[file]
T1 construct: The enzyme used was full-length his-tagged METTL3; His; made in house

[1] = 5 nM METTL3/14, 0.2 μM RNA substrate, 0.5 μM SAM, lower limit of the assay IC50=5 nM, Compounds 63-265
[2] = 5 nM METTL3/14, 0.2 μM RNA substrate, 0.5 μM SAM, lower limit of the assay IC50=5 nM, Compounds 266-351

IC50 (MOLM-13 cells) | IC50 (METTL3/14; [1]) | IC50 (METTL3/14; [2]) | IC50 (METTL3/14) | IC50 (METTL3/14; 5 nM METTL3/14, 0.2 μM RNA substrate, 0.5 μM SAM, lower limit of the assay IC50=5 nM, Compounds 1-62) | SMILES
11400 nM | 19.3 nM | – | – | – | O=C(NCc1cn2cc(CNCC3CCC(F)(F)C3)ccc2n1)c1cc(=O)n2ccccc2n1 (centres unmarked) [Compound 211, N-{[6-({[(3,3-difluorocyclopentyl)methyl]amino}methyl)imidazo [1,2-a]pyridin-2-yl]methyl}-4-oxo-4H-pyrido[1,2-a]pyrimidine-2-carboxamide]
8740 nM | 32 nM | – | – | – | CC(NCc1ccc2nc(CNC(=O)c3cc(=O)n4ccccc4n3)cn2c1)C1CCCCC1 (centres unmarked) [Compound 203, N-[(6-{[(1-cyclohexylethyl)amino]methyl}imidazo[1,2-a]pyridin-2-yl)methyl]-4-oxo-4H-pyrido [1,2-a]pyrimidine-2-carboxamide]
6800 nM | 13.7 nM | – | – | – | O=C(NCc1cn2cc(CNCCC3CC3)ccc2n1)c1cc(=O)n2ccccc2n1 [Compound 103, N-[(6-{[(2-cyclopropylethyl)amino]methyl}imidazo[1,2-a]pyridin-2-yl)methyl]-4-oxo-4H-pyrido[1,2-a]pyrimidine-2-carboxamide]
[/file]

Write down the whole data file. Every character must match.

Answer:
T1 construct: The enzyme used was full-length his-tagged METTL3; His; made in house

[1] = 5 nM METTL3/14, 0.2 μM RNA substrate, 0.5 μM SAM, lower limit of the assay IC50=5 nM, Compounds 63-265
[2] = 5 nM METTL3/14, 0.2 μM RNA substrate, 0.5 μM SAM, lower limit of the assay IC50=5 nM, Compounds 266-351

IC50 (MOLM-13 cells) | IC50 (METTL3/14; [1]) | IC50 (METTL3/14; [2]) | IC50 (METTL3/14) | IC50 (METTL3/14; 5 nM METTL3/14, 0.2 μM RNA substrate, 0.5 μM SAM, lower limit of the assay IC50=5 nM, Compounds 1-62) | SMILES
11400 nM | 19.3 nM | – | – | – | O=C(NCc1cn2cc(CNCC3CCC(F)(F)C3)ccc2n1)c1cc(=O)n2ccccc2n1 (centres unmarked) [Compound 211, N-{[6-({[(3,3-difluorocyclopentyl)methyl]amino}methyl)imidazo [1,2-a]pyridin-2-yl]methyl}-4-oxo-4H-pyrido[1,2-a]pyrimidine-2-carboxamide]
8740 nM | 32 nM | – | – | – | CC(NCc1ccc2nc(CNC(=O)c3cc(=O)n4ccccc4n3)cn2c1)C1CCCCC1 (centres unmarked) [Compound 203, N-[(6-{[(1-cyclohexylethyl)amino]methyl}imidazo[1,2-a]pyridin-2-yl)methyl]-4-oxo-4H-pyrido [1,2-a]pyrimidine-2-carboxamide]
6800 nM | 13.7 nM | – | – | – | O=C(NCc1cn2cc(CNCCC3CC3)ccc2n1)c1cc(=O)n2ccccc2n1 [Compound 103, N-[(6-{[(2-cyclopropylethyl)amino]methyl}imidazo[1,2-a]pyridin-2-yl)methyl]-4-oxo-4H-pyrido[1,2-a]pyrimidine-2-carboxamide]